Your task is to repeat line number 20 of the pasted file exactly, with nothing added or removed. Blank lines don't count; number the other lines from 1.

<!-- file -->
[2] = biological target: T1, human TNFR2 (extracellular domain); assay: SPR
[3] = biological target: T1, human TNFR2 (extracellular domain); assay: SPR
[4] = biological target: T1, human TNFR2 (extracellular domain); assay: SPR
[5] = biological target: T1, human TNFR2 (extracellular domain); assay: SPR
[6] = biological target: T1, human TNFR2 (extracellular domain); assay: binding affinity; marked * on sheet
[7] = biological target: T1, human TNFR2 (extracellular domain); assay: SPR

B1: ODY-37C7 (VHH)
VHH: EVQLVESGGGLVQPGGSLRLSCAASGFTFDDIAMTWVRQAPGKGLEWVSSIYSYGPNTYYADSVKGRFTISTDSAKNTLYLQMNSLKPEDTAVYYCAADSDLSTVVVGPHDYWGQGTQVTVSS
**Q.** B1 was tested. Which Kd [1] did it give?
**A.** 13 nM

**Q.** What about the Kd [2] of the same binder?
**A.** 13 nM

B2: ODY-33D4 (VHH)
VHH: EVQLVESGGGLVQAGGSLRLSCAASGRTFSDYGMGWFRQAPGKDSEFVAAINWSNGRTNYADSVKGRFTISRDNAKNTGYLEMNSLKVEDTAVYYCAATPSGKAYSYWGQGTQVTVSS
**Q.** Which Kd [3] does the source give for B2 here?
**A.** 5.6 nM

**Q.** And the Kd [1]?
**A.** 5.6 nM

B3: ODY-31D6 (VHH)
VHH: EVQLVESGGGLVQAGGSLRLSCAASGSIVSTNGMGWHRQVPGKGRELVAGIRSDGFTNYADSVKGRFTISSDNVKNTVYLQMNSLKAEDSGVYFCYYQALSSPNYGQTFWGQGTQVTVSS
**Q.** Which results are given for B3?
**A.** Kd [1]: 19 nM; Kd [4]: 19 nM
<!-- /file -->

VHH: EVQLVESGGGLVQAGGSLRLSCAASGSIVSTNGMGWHRQVPGKGRELVAGIRSDGFTNYADSVKGRFTISSDNVKNTVYLQMNSLKAEDSGVYFCYYQALSSPNYGQTFWGQGTQVTVSS